The touch of this modern day spell, as it were, sent me spinning into an outwardly catatonic, stone-like state. Locked into one place, that of being a motherless daughter, I’ve been without that blessing of oblivion which a true statue should have. Instead, I am perpetually tortured by deepest grief and love lost forever. I’ve been silently torn, rent into a million jagged pieces, which have been subsequently scattered into the wind to land wherever they may. But time moves relentlessly forward, and is incapable of waiting while I search for all those lost parts of my soul, while I struggle to discover anew how they once might have fit together. That fit, by definition, has now changed- because the piece that was called DAUGHTER has disappeared. And no matter how long I attempt to knit back together the fabric of my existence, I will never regain the Lauren that once was, nor can I ever start again from that time immediately after the accident. All that is left is to re-enter the land of the living, even with all of its unfamiliarity, and move forward.
Being a part of this group therapy program helped me to not only realize all of the above, but to understand why exactly it has been so very hard to take that first step. Somewhere along the surreal journey from October 23, 2012, to today, that bone-deep sense of loss and deepest sadness eventually led me to subconsciously conclude that my life must be over along with my mother’s. I can’t explain how such a paradigm shift occurred, or why. I am certain that it is in no way logical to feel such overwhelming guilt; for it is guilt that I feel, despite knowing that I’ve done exactly nothing to warrant such feelings.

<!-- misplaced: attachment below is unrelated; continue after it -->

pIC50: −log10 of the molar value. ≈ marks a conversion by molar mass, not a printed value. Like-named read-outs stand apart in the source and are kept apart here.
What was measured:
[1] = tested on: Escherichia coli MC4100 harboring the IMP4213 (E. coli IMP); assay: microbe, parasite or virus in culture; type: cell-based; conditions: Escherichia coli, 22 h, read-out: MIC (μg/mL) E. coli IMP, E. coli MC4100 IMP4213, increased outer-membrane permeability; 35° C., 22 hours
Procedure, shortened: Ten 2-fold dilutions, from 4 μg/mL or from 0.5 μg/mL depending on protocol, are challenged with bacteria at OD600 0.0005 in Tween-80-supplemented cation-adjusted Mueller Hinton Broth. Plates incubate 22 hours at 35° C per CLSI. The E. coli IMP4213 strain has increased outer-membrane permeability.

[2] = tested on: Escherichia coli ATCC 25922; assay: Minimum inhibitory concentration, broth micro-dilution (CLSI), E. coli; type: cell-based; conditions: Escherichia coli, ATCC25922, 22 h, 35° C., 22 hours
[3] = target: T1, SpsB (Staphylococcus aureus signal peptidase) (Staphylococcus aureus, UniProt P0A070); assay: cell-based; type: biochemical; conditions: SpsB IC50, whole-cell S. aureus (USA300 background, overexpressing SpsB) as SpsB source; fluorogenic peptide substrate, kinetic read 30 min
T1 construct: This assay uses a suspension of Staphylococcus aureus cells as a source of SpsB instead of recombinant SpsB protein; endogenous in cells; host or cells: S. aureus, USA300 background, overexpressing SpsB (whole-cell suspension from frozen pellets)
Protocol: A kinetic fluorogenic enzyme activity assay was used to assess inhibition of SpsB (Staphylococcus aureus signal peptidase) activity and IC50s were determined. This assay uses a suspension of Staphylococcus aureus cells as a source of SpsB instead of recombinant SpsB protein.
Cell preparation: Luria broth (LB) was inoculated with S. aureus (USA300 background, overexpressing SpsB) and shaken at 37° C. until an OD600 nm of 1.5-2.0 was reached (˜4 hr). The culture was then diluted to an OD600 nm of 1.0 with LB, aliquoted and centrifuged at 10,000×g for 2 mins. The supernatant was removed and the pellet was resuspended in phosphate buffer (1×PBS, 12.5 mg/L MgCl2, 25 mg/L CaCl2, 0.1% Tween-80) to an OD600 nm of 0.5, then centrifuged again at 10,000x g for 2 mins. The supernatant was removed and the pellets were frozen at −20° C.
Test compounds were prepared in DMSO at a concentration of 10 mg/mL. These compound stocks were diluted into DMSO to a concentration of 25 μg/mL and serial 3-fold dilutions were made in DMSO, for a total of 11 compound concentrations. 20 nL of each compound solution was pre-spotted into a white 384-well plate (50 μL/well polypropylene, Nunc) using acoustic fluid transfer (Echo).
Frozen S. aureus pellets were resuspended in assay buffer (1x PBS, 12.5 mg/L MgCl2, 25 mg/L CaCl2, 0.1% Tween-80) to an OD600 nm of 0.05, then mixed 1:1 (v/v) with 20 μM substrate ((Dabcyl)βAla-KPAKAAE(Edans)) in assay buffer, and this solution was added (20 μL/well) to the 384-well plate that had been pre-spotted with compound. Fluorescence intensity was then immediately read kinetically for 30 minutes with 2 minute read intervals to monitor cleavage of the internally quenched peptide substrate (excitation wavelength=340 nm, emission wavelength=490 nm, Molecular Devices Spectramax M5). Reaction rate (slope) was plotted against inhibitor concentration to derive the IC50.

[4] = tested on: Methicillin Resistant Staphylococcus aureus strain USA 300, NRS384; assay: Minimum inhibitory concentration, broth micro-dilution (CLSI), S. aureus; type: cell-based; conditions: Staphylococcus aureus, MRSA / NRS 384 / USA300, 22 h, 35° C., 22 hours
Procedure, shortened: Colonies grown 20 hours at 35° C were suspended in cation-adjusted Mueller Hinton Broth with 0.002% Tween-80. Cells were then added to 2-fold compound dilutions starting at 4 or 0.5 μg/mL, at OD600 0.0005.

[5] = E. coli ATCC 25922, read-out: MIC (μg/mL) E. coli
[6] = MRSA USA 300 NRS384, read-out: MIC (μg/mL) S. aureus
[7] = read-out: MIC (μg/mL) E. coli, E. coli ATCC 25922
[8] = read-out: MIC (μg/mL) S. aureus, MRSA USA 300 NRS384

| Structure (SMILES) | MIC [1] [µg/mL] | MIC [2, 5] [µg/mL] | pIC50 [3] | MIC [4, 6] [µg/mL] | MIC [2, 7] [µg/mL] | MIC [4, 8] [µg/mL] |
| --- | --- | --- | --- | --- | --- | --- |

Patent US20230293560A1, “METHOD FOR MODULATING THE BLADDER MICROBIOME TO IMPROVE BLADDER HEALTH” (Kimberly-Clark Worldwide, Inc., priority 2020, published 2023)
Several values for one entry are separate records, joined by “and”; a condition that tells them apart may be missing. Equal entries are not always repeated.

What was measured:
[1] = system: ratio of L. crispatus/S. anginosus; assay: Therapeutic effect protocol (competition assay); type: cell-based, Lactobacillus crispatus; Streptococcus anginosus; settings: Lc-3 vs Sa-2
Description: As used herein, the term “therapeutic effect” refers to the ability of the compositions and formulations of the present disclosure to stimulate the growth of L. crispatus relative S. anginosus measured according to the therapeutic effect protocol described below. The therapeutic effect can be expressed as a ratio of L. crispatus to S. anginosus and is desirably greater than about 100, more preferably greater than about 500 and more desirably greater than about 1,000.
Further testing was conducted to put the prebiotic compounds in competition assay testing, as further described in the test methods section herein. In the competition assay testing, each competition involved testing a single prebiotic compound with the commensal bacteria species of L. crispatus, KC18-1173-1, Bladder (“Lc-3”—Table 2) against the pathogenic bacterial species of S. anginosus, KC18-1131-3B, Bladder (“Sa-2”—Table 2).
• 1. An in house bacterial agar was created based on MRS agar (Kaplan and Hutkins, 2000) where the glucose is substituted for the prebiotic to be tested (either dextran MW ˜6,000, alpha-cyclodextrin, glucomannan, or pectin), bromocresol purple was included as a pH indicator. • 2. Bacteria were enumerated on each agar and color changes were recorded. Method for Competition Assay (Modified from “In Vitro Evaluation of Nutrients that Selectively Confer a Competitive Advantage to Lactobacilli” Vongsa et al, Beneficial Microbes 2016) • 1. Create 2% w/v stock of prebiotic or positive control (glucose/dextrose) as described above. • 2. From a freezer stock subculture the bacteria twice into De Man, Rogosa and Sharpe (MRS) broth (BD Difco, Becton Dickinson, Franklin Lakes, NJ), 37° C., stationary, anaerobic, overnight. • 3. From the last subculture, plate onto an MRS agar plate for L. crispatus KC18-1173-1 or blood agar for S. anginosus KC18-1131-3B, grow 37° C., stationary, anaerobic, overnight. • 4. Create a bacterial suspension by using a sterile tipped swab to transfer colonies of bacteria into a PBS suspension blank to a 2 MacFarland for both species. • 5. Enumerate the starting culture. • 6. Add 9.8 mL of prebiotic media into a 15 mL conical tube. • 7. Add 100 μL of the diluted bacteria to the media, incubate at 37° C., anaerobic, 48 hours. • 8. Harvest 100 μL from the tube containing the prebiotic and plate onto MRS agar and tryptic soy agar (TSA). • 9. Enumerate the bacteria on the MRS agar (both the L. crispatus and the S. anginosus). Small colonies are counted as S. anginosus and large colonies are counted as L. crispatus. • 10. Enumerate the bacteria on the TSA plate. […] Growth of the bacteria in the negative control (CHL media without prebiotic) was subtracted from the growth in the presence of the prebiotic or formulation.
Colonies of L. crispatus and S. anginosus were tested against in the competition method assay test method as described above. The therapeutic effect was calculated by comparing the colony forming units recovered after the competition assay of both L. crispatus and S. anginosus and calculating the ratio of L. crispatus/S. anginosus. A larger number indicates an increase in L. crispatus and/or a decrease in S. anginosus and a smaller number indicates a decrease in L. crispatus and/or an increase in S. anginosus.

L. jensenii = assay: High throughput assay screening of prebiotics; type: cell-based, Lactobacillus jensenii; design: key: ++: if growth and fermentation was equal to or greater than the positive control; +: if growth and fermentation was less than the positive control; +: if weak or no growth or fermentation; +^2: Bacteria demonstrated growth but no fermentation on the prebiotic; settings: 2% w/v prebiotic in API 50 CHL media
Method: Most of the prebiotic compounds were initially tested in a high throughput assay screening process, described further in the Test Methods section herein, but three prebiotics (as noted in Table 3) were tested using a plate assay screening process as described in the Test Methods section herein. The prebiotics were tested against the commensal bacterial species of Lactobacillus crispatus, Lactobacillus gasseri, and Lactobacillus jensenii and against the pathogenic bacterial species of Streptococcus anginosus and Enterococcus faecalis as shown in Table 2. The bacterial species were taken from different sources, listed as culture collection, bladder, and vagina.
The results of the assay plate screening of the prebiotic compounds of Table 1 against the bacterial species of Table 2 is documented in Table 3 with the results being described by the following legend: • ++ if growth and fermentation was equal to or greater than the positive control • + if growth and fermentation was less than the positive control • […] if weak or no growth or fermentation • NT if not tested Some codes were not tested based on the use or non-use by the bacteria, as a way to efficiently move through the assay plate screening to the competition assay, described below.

With that said, I’ve still spent the last twenty-one months banished to a world of never-ending sorrow, from which there was no relief or escape, hoping for but never actually expecting the emotional thaw that would allow me to return to reality. Perhaps it was the threat of losing Mom’s memory that led me to freeze in place, scared to move in any direction for fear of making things even worse. To have my own happy and full life, I thought, would mean that I forgot the life that was: one where my mom was alive and healthy, with our family intact. And the thought of losing that blessed time, even in the realm of memory alone, has terrified me.
Finally, though, I have decided: I do not want this. I don’t want to perpetually exist in the past, trying to resurrect that which will never again exist. I don’t want to remain frozen forever in a state of perpetual destruction, with no hope of healing. I don’t want to wake up in five years and wonder why my life is virtually unrecognizable. The last year and nine months have been tribute and torment enough, I think, for any one lifetime. I still haven’t discovered exactly what it will look like to be whole, let alone joyful, in the aftermath of the accident, but it is enough that I have decided to look. My mother is dead, it’s true. But I am still alive…. and this is not a dress rehearsal.
About the Author: Lauren Brown is medical resident in Texas, but is a Californian at heart. She enjoys Tequila, food truck parks, and her fur-babies — two cats and dog. She thinks her husband is pretty great, too.